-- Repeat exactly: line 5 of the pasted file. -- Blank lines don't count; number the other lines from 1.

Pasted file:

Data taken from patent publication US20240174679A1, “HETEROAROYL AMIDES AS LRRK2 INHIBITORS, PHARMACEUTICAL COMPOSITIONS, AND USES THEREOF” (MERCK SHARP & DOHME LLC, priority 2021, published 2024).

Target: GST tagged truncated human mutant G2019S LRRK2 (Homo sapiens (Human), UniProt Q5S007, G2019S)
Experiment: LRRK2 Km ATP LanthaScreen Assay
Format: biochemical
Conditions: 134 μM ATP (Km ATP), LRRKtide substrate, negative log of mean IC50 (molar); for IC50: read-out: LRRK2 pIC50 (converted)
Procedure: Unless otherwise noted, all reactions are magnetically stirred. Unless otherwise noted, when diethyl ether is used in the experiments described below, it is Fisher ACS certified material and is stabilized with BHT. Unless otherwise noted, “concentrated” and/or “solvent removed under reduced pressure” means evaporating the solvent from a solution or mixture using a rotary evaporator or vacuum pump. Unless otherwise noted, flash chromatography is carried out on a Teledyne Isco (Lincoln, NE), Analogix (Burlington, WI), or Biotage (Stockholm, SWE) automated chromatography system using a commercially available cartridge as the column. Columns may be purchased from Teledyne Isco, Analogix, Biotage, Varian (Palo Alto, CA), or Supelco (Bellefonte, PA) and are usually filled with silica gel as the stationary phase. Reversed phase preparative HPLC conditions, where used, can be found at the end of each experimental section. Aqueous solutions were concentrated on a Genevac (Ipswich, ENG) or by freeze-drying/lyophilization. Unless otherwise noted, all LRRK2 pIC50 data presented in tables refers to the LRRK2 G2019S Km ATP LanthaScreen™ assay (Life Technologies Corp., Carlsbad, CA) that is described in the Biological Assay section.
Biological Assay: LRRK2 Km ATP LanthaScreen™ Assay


Conditions: 134 μM ATP (Km ATP), LRRKtide substrate, negative log of mean IC50 (molar); for IC50: read-out: LRRK2 pIC50 (converted)